The Dominican Republic’s lesbian, gay, bisexual, and transgender (LGBT) community was shaken after the nightclub shooting in Orlando a month ago. At least four victims were from that small country, and the attack underscored the discrimination many LGBT activists feel in their own, largely conservative society. In a particularly ill-timed display of opposition to LGBT equality, hundreds marched in the capital of Santo Domingo against same-sex marriage on the day after the attack.
But a community of LGBT activists has been emboldened in recent years.
Deivis Ventura, an activist who in May ran to become his country’s first openly gay congressman and provide a voice for LGBT people in Dominican politics, told AQ that LGBT Dominicans don’t have much in the way of government support. “The government stays silent on our issues, which is very dangerous,” he said.
Earlier this month, Ventura and other organizers sensed anxiety among members of their community in the run up to Santo Domingo’s 9th annual LGBT Pride march on July 3. “There was a lot of fear after what happened in Orlando, and we saw a lot of hate comments toward the community on social media,” Cristian Ramírez, a volunteer coordinator for the LGBT advocacy group Amigos Siempre Amigos, told AQ.
But participants rose above the fear, and Ventura estimated that upwards of 10,000 people attended this year’s march – a far cry from the five cars that made up the event nine years ago, and symbolic of the progress the LGBT community has made in their country.
Ventura’s candidacy, and that of another openly gay man in a local race, was unsuccessful, but was historic and significant for LGBT visibility in the country.
Contributing to activists’ momentum has been James “Wally” Brewster, Jr., the U.S. ambassador to the Dominican Republic and an openly gay man who has been instrumental in spurring conversations over the treatment and acceptance of LGBT Dominicans. Brewster participated in the pride march this month alongside his husband and fellow ambassadors from seven other countries, including Mexico, Germany and Canada.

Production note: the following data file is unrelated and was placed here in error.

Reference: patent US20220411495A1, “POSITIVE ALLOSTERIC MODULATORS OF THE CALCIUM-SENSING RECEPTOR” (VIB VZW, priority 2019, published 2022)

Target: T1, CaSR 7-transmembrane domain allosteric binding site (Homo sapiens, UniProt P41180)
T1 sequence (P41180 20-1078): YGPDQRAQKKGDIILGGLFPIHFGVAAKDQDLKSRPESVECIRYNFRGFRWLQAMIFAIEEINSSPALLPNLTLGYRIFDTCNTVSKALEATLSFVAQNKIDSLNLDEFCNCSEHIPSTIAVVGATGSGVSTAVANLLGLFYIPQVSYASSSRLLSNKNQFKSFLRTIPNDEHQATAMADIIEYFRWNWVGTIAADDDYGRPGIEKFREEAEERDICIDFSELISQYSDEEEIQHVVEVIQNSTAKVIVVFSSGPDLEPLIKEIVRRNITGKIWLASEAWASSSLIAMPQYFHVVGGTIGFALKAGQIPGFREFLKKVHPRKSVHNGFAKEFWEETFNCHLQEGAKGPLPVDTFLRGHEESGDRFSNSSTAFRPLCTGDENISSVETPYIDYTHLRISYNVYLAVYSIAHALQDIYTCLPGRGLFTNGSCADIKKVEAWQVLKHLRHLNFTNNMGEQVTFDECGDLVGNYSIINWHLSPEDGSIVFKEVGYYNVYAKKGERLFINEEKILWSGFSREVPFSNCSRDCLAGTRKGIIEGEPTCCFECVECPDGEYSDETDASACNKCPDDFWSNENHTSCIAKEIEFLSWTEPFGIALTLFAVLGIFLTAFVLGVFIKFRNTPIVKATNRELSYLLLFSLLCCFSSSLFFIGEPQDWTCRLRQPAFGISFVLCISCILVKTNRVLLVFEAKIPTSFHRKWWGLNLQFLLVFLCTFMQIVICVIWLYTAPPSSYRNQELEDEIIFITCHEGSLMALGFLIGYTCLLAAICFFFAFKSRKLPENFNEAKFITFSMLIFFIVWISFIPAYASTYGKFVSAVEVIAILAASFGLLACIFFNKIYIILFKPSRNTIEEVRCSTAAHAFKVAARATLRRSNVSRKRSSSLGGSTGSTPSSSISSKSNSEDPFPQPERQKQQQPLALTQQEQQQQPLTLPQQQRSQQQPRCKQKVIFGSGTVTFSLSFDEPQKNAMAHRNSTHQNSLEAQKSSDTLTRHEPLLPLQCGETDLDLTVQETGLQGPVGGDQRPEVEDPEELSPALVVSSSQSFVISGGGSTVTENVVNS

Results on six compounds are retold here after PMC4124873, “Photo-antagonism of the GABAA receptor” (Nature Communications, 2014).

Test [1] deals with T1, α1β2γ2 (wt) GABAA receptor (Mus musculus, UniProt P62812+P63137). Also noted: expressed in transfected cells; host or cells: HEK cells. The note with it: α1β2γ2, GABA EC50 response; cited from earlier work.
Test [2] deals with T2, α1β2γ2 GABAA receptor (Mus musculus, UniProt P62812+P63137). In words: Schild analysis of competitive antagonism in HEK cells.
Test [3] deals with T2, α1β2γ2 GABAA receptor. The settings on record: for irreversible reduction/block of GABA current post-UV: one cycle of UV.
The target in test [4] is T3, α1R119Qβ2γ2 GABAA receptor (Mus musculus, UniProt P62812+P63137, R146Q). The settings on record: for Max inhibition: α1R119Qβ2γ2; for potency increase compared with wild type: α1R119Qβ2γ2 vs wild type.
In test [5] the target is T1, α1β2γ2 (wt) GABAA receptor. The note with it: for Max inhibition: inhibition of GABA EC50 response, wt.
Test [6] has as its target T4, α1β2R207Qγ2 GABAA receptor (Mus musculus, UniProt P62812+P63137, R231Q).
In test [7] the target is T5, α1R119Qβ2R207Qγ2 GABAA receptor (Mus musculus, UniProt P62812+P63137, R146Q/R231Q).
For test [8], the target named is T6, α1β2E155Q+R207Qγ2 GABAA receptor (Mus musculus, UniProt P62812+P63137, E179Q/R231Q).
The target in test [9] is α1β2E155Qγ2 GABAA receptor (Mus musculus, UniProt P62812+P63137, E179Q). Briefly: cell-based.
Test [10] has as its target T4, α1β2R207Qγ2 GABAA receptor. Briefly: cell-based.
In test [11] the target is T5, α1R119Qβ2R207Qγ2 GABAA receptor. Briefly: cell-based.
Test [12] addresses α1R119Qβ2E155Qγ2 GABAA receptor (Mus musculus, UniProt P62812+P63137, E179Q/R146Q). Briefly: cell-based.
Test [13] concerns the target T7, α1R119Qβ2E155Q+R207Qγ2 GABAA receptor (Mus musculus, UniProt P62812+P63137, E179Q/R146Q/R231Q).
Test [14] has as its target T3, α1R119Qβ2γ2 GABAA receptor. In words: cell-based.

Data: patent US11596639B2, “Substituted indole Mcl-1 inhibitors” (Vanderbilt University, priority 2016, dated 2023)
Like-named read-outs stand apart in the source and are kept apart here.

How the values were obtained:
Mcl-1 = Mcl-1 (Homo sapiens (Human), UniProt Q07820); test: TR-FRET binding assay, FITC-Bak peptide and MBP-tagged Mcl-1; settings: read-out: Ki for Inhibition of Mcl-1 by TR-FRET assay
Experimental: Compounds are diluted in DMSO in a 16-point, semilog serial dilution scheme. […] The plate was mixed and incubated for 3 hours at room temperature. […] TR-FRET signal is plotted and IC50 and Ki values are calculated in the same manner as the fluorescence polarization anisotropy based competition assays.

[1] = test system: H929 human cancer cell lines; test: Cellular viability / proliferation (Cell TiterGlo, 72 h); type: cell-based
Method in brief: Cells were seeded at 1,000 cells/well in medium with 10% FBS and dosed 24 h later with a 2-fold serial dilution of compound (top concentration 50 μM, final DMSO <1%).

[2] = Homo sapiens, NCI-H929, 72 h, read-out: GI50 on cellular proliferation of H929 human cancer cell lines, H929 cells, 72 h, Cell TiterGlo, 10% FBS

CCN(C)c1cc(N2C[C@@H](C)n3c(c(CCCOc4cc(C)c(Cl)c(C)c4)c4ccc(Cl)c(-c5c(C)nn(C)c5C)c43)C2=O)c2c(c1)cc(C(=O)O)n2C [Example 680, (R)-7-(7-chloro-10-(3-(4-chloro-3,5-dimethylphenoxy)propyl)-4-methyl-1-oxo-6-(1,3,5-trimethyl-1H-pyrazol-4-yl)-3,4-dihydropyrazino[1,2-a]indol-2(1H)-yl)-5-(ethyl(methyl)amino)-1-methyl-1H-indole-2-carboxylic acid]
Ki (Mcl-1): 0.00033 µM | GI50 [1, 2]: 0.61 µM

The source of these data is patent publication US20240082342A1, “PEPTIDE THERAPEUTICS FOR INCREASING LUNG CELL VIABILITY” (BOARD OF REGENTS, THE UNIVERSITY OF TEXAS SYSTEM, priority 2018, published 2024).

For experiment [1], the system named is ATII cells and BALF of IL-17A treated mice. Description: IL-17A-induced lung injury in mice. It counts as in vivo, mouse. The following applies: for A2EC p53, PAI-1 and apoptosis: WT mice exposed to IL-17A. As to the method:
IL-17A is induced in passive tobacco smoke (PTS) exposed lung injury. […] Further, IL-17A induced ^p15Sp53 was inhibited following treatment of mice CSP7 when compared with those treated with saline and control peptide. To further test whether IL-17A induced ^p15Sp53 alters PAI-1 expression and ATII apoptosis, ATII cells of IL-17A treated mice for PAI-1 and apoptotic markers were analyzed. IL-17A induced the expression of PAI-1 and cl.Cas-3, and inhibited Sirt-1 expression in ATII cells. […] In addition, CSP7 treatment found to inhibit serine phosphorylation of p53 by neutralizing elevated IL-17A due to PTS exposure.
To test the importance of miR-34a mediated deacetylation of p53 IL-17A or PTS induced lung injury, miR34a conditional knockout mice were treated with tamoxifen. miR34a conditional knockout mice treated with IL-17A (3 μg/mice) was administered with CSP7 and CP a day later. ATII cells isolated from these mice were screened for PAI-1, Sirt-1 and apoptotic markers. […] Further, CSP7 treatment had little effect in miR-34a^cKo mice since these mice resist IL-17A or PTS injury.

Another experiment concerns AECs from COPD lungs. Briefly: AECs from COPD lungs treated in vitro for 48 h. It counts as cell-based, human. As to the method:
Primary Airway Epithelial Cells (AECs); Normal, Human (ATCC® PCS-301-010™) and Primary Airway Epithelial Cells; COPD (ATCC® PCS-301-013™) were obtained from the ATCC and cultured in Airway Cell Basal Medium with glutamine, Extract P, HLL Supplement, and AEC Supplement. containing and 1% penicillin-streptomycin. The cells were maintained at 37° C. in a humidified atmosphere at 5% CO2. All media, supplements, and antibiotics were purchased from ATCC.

Brewster’s ability to rise above harsh discrimination directed at him after his appointment by President Barack Obama in 2013 provided a crucial support to the LGBT rights movement. When the then-archbishop of Santo Domingo, Cardinal Nicolás de Jesús López Rodríguez, warned that Brewster would “suffer” if he came and waged a public war of words against him, Brewster didn’t go anywhere, and instead made LGBT rights a pillar of his agenda as ambassador. Advising activists and helping launch the country’s first LGBT Chamber of Commerce are just some of the examples of his efforts.
“Having the ambassador’s support has made a 1,000 percent difference,” Xavier Páez Soto, a software engineer from Santo Domingo, told AQ. “I think the LGBT community has a stronger voice now. There are both positive and negative discussions in the country about LGBT people and rights, and that’s cool, because I prefer people speaking instead of not saying anything at all.”
Ramírez, meanwhile, points to the many areas where work needs to be done, such as police harassment of gays and a campaign to pass a gender identity law and educate the public on the challenges faced by transgender people. He says the ambassador’s support has been important in moving these issues forward.
“That our issues are being discussed in the halls of power has helped us,” Ramírez told AQ. “The ambassador’s support for our activities and his moral support are highly appreciated, since it feels like we’re not alone, us ordinary people on the side who don’t have power and are doing things for the community.”
In addition to Brewster’s issue-forward diplomacy, there are other positive signs for LGBT Dominicans. Soto points to Jackeline Montero, a former sex worker and women’s advocate who was recently elected to Congress.
“She could be a new voice for women and the LGBT community in the Dominican Republic,” Soto said. A sign of progress indeed.
O’Boyle is an editor for AQ
Tags: Dominican Republic, LGBT Rights